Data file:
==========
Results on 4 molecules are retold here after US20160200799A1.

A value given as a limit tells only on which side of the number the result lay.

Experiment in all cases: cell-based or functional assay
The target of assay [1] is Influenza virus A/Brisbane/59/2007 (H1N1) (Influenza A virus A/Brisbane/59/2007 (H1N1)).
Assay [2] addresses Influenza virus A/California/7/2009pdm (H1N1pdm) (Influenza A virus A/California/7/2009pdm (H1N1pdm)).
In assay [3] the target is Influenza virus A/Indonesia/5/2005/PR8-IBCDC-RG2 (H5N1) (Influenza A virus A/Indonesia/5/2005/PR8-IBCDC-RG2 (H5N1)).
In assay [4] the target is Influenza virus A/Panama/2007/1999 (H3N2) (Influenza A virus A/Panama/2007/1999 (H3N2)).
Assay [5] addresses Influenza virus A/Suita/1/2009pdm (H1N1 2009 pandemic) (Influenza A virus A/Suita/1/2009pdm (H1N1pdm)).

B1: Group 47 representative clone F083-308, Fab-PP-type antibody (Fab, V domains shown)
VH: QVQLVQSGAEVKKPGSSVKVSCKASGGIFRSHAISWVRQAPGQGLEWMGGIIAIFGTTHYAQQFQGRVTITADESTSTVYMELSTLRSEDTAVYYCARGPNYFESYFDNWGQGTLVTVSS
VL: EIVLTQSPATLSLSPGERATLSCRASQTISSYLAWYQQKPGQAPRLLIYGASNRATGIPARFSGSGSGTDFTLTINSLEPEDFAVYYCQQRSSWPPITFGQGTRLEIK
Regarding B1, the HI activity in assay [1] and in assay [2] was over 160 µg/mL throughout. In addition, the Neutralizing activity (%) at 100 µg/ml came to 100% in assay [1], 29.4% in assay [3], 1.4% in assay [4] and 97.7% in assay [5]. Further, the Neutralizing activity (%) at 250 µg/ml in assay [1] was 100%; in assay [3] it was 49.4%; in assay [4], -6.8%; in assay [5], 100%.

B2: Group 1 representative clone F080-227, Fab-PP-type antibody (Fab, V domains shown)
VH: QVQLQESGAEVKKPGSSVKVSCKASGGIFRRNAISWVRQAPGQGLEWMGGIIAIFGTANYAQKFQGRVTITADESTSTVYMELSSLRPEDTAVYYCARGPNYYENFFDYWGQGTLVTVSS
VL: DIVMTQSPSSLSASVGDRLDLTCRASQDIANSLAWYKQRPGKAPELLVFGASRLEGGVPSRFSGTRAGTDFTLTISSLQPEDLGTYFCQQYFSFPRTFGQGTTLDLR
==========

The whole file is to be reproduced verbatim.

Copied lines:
Results on 4 molecules are retold here after US20160200799A1.

A value given as a limit tells only on which side of the number the result lay.

Experiment in all cases: cell-based or functional assay
The target of assay [1] is Influenza virus A/Brisbane/59/2007 (H1N1) (Influenza A virus A/Brisbane/59/2007 (H1N1)).
Assay [2] addresses Influenza virus A/California/7/2009pdm (H1N1pdm) (Influenza A virus A/California/7/2009pdm (H1N1pdm)).
In assay [3] the target is Influenza virus A/Indonesia/5/2005/PR8-IBCDC-RG2 (H5N1) (Influenza A virus A/Indonesia/5/2005/PR8-IBCDC-RG2 (H5N1)).
In assay [4] the target is Influenza virus A/Panama/2007/1999 (H3N2) (Influenza A virus A/Panama/2007/1999 (H3N2)).
Assay [5] addresses Influenza virus A/Suita/1/2009pdm (H1N1 2009 pandemic) (Influenza A virus A/Suita/1/2009pdm (H1N1pdm)).

B1: Group 47 representative clone F083-308, Fab-PP-type antibody (Fab, V domains shown)
VH: QVQLVQSGAEVKKPGSSVKVSCKASGGIFRSHAISWVRQAPGQGLEWMGGIIAIFGTTHYAQQFQGRVTITADESTSTVYMELSTLRSEDTAVYYCARGPNYFESYFDNWGQGTLVTVSS
VL: EIVLTQSPATLSLSPGERATLSCRASQTISSYLAWYQQKPGQAPRLLIYGASNRATGIPARFSGSGSGTDFTLTINSLEPEDFAVYYCQQRSSWPPITFGQGTRLEIK
Regarding B1, the HI activity in assay [1] and in assay [2] was over 160 µg/mL throughout. In addition, the Neutralizing activity (%) at 100 µg/ml came to 100% in assay [1], 29.4% in assay [3], 1.4% in assay [4] and 97.7% in assay [5]. Further, the Neutralizing activity (%) at 250 µg/ml in assay [1] was 100%; in assay [3] it was 49.4%; in assay [4], -6.8%; in assay [5], 100%.

B2: Group 1 representative clone F080-227, Fab-PP-type antibody (Fab, V domains shown)
VH: QVQLQESGAEVKKPGSSVKVSCKASGGIFRRNAISWVRQAPGQGLEWMGGIIAIFGTANYAQKFQGRVTITADESTSTVYMELSSLRPEDTAVYYCARGPNYYENFFDYWGQGTLVTVSS
VL: DIVMTQSPSSLSASVGDRLDLTCRASQDIANSLAWYKQRPGKAPELLVFGASRLEGGVPSRFSGTRAGTDFTLTISSLQPEDLGTYFCQQYFSFPRTFGQGTTLDLR